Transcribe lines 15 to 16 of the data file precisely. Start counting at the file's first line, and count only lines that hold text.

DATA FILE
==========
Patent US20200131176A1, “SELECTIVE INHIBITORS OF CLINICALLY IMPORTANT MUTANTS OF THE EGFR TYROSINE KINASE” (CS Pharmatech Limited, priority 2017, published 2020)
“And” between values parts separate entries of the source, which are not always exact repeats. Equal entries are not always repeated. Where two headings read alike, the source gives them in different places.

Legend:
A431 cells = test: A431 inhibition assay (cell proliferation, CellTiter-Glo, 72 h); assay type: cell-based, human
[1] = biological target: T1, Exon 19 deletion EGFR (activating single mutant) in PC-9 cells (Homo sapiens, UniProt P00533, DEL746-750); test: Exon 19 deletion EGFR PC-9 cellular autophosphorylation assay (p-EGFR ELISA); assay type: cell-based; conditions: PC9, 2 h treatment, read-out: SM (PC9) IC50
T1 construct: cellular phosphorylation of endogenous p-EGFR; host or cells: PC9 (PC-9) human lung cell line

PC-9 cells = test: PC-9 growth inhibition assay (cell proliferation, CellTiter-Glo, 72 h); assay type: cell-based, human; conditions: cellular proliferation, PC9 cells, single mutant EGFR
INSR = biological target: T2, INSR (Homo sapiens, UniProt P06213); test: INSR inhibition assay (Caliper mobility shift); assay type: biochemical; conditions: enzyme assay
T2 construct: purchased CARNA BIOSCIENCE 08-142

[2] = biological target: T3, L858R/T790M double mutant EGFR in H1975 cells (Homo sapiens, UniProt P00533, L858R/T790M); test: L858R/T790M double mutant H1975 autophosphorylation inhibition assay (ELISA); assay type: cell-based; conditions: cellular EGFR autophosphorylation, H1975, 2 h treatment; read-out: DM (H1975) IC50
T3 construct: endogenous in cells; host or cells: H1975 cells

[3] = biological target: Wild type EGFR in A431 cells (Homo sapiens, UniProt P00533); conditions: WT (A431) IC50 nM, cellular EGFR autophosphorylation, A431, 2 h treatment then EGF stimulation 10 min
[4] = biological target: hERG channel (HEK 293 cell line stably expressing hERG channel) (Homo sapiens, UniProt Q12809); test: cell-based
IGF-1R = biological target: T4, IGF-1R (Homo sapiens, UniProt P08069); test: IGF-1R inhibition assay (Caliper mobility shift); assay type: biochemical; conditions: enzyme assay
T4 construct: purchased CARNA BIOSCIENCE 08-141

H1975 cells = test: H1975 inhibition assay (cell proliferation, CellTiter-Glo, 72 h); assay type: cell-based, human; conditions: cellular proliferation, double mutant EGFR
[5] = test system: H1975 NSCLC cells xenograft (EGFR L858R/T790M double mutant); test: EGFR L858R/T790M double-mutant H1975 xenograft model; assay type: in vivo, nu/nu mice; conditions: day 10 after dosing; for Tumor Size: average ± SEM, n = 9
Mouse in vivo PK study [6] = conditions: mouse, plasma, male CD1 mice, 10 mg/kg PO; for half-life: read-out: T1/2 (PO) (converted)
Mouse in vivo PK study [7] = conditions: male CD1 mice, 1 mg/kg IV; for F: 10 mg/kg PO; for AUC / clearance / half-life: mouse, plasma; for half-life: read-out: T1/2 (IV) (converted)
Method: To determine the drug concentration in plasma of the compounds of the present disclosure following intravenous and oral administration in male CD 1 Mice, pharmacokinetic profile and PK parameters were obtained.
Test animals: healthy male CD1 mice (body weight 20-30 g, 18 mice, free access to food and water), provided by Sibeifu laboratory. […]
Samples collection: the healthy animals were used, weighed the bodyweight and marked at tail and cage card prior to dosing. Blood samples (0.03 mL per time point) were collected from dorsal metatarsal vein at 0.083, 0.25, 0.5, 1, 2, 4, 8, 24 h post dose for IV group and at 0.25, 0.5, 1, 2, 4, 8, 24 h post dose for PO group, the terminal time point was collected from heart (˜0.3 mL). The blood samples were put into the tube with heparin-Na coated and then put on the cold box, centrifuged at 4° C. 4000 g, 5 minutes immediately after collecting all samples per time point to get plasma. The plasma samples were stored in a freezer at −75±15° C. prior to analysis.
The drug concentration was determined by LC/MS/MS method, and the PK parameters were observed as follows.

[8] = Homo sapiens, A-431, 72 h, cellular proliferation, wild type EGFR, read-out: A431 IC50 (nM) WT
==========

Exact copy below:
T4 construct: purchased CARNA BIOSCIENCE 08-141

H1975 cells = test: H1975 inhibition assay (cell proliferation, CellTiter-Glo, 72 h); assay type: cell-based, human; conditions: cellular proliferation, double mutant EGFR